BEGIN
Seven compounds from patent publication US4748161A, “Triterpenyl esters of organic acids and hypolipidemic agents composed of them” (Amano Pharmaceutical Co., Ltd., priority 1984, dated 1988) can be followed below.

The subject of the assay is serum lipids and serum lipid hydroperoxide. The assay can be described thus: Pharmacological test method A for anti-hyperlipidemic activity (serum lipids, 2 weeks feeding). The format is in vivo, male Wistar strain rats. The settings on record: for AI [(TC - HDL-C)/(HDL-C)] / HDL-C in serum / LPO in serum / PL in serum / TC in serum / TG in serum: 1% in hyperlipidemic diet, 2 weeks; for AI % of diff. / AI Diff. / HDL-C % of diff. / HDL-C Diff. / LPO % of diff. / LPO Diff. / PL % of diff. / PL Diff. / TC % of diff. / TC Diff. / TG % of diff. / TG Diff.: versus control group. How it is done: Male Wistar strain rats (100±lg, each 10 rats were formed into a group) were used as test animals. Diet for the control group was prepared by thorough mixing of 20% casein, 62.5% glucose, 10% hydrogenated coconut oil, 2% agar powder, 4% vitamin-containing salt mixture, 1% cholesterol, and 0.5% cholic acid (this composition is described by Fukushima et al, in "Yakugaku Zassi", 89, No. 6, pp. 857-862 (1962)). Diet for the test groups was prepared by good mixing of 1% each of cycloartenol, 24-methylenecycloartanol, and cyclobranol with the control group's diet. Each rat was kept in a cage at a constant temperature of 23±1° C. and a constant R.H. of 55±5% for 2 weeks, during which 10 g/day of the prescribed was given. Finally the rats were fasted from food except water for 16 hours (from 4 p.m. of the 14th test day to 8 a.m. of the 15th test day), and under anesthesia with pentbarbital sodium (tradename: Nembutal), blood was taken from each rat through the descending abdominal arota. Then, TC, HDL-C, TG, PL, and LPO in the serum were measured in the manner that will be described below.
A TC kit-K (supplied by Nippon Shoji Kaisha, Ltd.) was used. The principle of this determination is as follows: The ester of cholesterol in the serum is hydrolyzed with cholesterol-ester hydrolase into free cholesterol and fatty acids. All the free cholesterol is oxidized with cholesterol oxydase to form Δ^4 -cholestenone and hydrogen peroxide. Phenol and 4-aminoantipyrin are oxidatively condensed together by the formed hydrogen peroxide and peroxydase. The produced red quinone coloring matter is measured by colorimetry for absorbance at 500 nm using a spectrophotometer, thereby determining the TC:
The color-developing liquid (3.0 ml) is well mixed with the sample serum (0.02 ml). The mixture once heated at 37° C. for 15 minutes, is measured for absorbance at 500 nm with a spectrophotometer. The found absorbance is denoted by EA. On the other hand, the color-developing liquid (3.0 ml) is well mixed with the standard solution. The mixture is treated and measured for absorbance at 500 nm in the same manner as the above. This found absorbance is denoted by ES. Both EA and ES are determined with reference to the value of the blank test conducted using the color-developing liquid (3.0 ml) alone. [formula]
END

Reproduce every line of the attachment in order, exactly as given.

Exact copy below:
Seven compounds from patent publication US4748161A, “Triterpenyl esters of organic acids and hypolipidemic agents composed of them” (Amano Pharmaceutical Co., Ltd., priority 1984, dated 1988) can be followed below.

The subject of the assay is serum lipids and serum lipid hydroperoxide. The assay can be described thus: Pharmacological test method A for anti-hyperlipidemic activity (serum lipids, 2 weeks feeding). The format is in vivo, male Wistar strain rats. The settings on record: for AI [(TC - HDL-C)/(HDL-C)] / HDL-C in serum / LPO in serum / PL in serum / TC in serum / TG in serum: 1% in hyperlipidemic diet, 2 weeks; for AI % of diff. / AI Diff. / HDL-C % of diff. / HDL-C Diff. / LPO % of diff. / LPO Diff. / PL % of diff. / PL Diff. / TC % of diff. / TC Diff. / TG % of diff. / TG Diff.: versus control group. How it is done: Male Wistar strain rats (100±lg, each 10 rats were formed into a group) were used as test animals. Diet for the control group was prepared by thorough mixing of 20% casein, 62.5% glucose, 10% hydrogenated coconut oil, 2% agar powder, 4% vitamin-containing salt mixture, 1% cholesterol, and 0.5% cholic acid (this composition is described by Fukushima et al, in "Yakugaku Zassi", 89, No. 6, pp. 857-862 (1962)). Diet for the test groups was prepared by good mixing of 1% each of cycloartenol, 24-methylenecycloartanol, and cyclobranol with the control group's diet. Each rat was kept in a cage at a constant temperature of 23±1° C. and a constant R.H. of 55±5% for 2 weeks, during which 10 g/day of the prescribed was given. Finally the rats were fasted from food except water for 16 hours (from 4 p.m. of the 14th test day to 8 a.m. of the 15th test day), and under anesthesia with pentbarbital sodium (tradename: Nembutal), blood was taken from each rat through the descending abdominal arota. Then, TC, HDL-C, TG, PL, and LPO in the serum were measured in the manner that will be described below.
A TC kit-K (supplied by Nippon Shoji Kaisha, Ltd.) was used. The principle of this determination is as follows: The ester of cholesterol in the serum is hydrolyzed with cholesterol-ester hydrolase into free cholesterol and fatty acids. All the free cholesterol is oxidized with cholesterol oxydase to form Δ^4 -cholestenone and hydrogen peroxide. Phenol and 4-aminoantipyrin are oxidatively condensed together by the formed hydrogen peroxide and peroxydase. The produced red quinone coloring matter is measured by colorimetry for absorbance at 500 nm using a spectrophotometer, thereby determining the TC:
The color-developing liquid (3.0 ml) is well mixed with the sample serum (0.02 ml). The mixture once heated at 37° C. for 15 minutes, is measured for absorbance at 500 nm with a spectrophotometer. The found absorbance is denoted by EA. On the other hand, the color-developing liquid (3.0 ml) is well mixed with the standard solution. The mixture is treated and measured for absorbance at 500 nm in the same manner as the above. This found absorbance is denoted by ES. Both EA and ES are determined with reference to the value of the blank test conducted using the color-developing liquid (3.0 ml) alone. [formula]